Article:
Searching the internet for the phrase “environmental assessment of China-Pakistan Economic Corridor” only yields one significantly relevant article from February 2015, stating that the Pakistan Environment Protection Agency (EPA) denied clearance for the construction of the Raikot-Islamabad highway, which is to form part of the China-Pakistan Economic Corridor (CPEC). As per the article, the EPA found the Environment Impact Assessment (EIA) “unprofessional and lacking information about the costs to environment” failing to address fundamental issues such as land requirements and demarcation, the number of people to be affected and their resettlement plans. In response, the National Highway Authority (NHA) assured that the project, still in planning phase, would disturb the environment only “minimally” — whatever that means.
The topic has not attracted much attention since then. Perhaps, it is too mundane amid all the excitement of the predicted development. Take, for example, the alleged re-route of the CPEC through Lahore and the furore over the resulting losses to smaller provinces: the environmental considerations figure nowhere. Yet, the environmental oversight can cost us dearly. For example, each winter, thick fog in Lahore closes off the motorway except at the brightest hours and prevents flights from landing at the airport. Also, the resulting drop in temperatures fuels energy demands. Despite counter-measures like banning substandard two-stroke engines, Lahore unenviably ranks among the worst 10 cities of the world for smog.
What, then, will the impact be of additional traffic through Lahore? Shall we minimise exhaust emissions? Will the upcoming industry be environmentally friendly? What percentage of the CPEC budget goes to environmental planning and enforcement?
Up north, the Karakoram Highway poses more challenges. In 2010, a mountainside tumbled over and dammed the Hunza River. The resulting Attabad Lake flooded 27 kilometres of the highway, cut off several villages and nearly blocked the transport. This wasn’t an isolated incident: landslides, floods and glacial run-offs are common there. Also, heavy snow in winter blocks the Khunjerab Pass to China. A perceived non-response to these disasters has resulted in protests and blockades by the locals, backed by local jirgas and even by the district governments of Gilgit and Diamer.
The circumstances, thus, demand a comprehensive environmental account with a public buy-in. Legally, the Pakistan Environmental Protection Act (1997) mandates EIAs for projects likely to cause adverse environmental effects. The EIA, among other things, requires public hearings to assess the impact on the affectees of a project. Although, the 18th Amendment makes environment a provincial subject, the provinces have accepted the Federal Act with minor or no amendments. The Act obligates filing an EIA with the relevant agency before commencing construction or operation. However, submitting the EIA on the eve of commencing construction can be very late, notes the Handbook of EIA in Pakistan.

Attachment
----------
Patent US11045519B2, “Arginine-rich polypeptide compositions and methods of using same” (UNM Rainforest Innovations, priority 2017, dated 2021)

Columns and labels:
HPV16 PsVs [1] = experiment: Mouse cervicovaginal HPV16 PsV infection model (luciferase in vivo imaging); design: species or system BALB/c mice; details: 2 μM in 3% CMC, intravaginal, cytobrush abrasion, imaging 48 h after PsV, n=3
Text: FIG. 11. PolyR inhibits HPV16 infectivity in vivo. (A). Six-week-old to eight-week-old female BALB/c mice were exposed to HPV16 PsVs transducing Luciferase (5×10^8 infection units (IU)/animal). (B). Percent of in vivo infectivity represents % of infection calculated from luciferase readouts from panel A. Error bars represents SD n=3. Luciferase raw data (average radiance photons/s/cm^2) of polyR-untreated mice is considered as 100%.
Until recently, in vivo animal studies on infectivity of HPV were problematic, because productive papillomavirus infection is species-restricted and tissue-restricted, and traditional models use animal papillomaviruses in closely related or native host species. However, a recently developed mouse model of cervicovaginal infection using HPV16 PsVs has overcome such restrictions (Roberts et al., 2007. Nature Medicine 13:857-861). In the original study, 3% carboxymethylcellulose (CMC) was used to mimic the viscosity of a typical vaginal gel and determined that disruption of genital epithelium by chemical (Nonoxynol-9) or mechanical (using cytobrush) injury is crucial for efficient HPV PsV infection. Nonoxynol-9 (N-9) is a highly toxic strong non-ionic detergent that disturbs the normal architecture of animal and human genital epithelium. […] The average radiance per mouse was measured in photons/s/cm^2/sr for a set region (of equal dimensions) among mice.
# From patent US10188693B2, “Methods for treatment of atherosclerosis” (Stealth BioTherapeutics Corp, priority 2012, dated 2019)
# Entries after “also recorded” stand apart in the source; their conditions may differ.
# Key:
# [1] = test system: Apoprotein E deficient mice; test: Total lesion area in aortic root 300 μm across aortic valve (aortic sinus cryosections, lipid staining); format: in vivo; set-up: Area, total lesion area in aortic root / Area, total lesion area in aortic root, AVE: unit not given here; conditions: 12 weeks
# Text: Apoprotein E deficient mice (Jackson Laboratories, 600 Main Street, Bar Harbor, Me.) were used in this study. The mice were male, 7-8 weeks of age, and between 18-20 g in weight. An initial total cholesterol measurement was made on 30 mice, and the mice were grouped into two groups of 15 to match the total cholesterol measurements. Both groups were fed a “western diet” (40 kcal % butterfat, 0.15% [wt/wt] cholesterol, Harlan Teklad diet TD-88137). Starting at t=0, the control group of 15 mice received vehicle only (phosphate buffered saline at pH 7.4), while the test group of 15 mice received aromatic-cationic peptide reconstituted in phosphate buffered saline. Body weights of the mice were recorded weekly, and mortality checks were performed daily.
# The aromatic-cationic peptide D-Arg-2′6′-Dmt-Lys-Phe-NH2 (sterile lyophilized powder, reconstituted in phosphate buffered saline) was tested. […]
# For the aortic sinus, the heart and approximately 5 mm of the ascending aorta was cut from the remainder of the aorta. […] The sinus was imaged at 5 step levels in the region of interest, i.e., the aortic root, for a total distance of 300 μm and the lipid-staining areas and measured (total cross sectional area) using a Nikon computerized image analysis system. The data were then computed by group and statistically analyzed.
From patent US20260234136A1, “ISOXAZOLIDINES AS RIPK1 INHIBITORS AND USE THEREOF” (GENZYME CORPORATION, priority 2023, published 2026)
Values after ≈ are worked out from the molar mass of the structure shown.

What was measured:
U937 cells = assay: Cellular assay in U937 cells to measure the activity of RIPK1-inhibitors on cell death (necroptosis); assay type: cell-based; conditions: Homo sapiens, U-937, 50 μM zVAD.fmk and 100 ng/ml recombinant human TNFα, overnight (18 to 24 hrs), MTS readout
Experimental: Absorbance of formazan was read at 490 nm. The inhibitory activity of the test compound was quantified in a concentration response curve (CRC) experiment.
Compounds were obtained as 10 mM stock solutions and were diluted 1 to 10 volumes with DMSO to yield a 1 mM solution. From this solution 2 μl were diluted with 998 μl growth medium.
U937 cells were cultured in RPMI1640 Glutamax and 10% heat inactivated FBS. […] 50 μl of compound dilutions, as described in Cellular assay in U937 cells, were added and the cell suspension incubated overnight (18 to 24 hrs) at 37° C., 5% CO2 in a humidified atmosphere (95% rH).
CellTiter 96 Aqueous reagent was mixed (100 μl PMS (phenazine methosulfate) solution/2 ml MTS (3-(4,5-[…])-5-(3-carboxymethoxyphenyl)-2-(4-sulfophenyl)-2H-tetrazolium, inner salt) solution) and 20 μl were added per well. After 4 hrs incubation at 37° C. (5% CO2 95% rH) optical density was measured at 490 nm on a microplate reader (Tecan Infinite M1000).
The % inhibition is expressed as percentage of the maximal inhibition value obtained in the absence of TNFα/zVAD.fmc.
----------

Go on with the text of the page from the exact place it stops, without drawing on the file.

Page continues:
The Handbook is an outcome of the National Impact Assessment Programme (NIAP). The NIAP, concluded in 2014, was a joint programme between the Pakistan government and the International Union for Conservation of Nature. The Handbook points out that despite the promulgation of the 1997 Act, the EIA reports often do not portray the real picture due in part to deliberate sugar-coating, non-professionalism or both. Therefore, it is not a surprise that the EPA found the EIA for the Raikot-Islamabad part of the CPEC non-professional.
Even if prepared earnestly, EIAs specific to parts of a mega project do not cover the full environmental impact. In fact, the EIA legislation in Pakistan is silent on assessing cumulative effects of clustered growth. The modern response then is governing mechanisms such as Strategic Environmental Assessment (SEA) that directs individual EIAs. An SEA is a structured process which fully integrates environmental considerations into the preparation and adoption of policies, plans and programmes; it thus covers more in time, space and subject than an EIA, and feeds into individual EIAs in a cross-sectoral fashion. Clearly, the CPEC can benefit from such an integrated assessment.
Assessing the wider impact of our individual or collective actions is not our forte; however, we cannot leave our biggest breakthrough yet to chance. Strategic environmental planning is central to sustained growth. Transparency, thus, will breed the requisite rigour that will further act as the right template for future growth.
Published in The Express Tribune, May 16th, 2015.